Supp. 2d 186 (S.D.N.Y. 2006). I obtained supple- claim of nonconsensual medication. In any The second perception, which concerns mentary information via e-mail interviews in ear- ly November 2006 with Michael Dube and Joseph event, observing that the parents had failed the respective roles of the contributing par- D’Ambrosio, who were two of the attorneys who to allege that any of the school defendants ties, is that schools are pressuring parents represented the plaintiff parents and the district de-had ever administered drugs to Michael, into accepting such medication, either di- fendants respectively.
the court concluded that Michael’s mother rectly or indirectly making it a precondi- 6. See, for example, Conn. Gen. Stat. § 190212b (2006). For others, see www.ncsl.org/programs/ had filled the prescriptions from the pediatri- tion for attendance and an appropriate edu- health/ritalin.htm.
cian and psychiatrist and administered the cation. This perception has become so wide- 7. 20 U.S.C. § 1412(a)(25).
medications to him. The parents’ allegation spread that some states have passed laws pro- 8. See, for example, Valerie J. v. Derry Co-op. Sch.
was not that the district defendants had hibiting public school educators from rec- Dist., 771 F. Supp. 483 (D.N.H. 1991).
required Michael to take medication for ommending medication of children for con- 9. See, for example, Emily Bernsten, “The ChildADHD as a condition for attending school, ditions such as ADHD.6 The perceived as- Medication Safety Act: Special Treatment for the Parents of Children with ADHD?,” Washington but rather that the district official had “badg- sociation with special education became so University Law Quarterly, vol. 83, 2005 pp. 1567-ered and coerced [Michael’s mother] into strong that the 2004 amendments to the In- 88. The broad issue of parental consent and theconsenting to medicate [Michael], and keep- dividuals with Disabilities Education Act narrower issue of psychotropic medications for students are multifaceted. For our previous cover- ing him on medication after [she] had de- include a provision prohibiting public school age of these issues, see, for example, Perry A. Zirkel, cided the medication was inappropriate.” As- personnel from requiring a prescription med- “Caveat Surveyor,” Phi Delta Kappan, May 2002,suming for the sake of the dismissal motion ication as a condition for attending school, pp. 722-23; and idem, “Negligence Is a Two-Way Street,” Phi Delta Kappan, November 1995, pp.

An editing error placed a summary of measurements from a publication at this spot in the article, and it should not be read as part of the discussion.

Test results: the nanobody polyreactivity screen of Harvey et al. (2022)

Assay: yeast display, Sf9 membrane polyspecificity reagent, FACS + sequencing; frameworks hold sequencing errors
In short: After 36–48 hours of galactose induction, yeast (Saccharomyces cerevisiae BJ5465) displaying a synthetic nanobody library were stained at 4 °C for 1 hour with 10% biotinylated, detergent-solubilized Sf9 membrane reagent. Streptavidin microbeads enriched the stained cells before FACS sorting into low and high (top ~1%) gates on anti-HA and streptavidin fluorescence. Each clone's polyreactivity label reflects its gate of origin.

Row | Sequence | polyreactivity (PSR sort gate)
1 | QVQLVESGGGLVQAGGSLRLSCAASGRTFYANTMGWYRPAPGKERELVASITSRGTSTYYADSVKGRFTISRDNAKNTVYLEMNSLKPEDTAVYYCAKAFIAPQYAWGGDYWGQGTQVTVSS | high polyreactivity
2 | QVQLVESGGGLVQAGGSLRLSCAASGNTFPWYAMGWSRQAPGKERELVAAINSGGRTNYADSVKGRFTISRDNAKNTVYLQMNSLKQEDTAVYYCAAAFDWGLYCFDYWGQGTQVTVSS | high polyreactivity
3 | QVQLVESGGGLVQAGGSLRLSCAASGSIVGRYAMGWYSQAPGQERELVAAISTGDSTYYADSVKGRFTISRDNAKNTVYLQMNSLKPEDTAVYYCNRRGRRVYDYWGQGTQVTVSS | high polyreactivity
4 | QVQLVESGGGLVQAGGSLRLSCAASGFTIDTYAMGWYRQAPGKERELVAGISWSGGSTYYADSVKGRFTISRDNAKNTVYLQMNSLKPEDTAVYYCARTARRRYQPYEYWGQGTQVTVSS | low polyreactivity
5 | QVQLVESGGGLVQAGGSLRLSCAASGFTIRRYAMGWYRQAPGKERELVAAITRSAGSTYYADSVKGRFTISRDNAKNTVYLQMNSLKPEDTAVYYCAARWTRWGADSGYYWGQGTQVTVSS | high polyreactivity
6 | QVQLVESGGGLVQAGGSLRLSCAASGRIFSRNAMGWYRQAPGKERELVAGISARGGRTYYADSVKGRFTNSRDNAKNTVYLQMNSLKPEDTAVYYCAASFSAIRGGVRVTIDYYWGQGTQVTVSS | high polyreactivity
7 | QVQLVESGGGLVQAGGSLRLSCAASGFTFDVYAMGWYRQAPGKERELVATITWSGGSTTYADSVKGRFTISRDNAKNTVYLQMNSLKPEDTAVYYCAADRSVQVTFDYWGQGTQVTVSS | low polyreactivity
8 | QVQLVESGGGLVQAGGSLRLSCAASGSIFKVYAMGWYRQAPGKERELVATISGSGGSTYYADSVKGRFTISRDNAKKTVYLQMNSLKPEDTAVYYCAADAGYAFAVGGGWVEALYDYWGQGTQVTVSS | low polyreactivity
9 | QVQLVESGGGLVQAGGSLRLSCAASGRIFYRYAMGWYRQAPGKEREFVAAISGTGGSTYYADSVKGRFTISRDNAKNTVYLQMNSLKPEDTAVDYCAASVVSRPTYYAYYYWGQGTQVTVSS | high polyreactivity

that the allegation was true, the court con- receiving a special education eligibility eval- 259-60.
cluded that it fell short of the shocking con- uation, or obtaining special education serv- 10. See, for example, Marilyn Elias, “More Kidsduct that is required for a violation of sub- ices.7 Getting Multiple Psychiatric Drugs,” USA Today, Yet, as this case illustrates, the perception 2 August 2005, p. 6-D; and Douglas Olsen and Susan Froetschel, “Quick-Fix Solutions Aren’t in As an ancillary matter, the court also often exceeds the reality. In a case where a Students’ Best Interests,” Richmond Times Dispatch, dismissed the plaintiffs’ state law claims of district or its personnel coerced a parent in- 1 April 2005, p. A-13.
negligence for two overlapping reasons: 1) to giving a child prescription medication as 11. See, for example, P.R. v. Woodmore Local Sch.
the parents failed to provide the notice to a condition for regular or special education, Dist., 46 IDELR ¶ 134 (N.D. Ohio 2006)the defendant school officers that is required a cognizable claim will not only survive but 12. See, for example, Tesmer v. Colorado High Sch. Activities, 140 P.3d 249 (Colo. Ct. App. 2006) by New York law; and 2) to the extent that also succeed in court.8 For the other cases, (disability status under state law that correspondsthe principal and pupil services director may which are the many false, perceived posi- to § 504 and the ADA).
Perry A. Zirkel, COURTSIDE: No Med, No Ed?, Phi Delta Kappan, Vol.
88, No. 06, February 2007, pp. 477-478.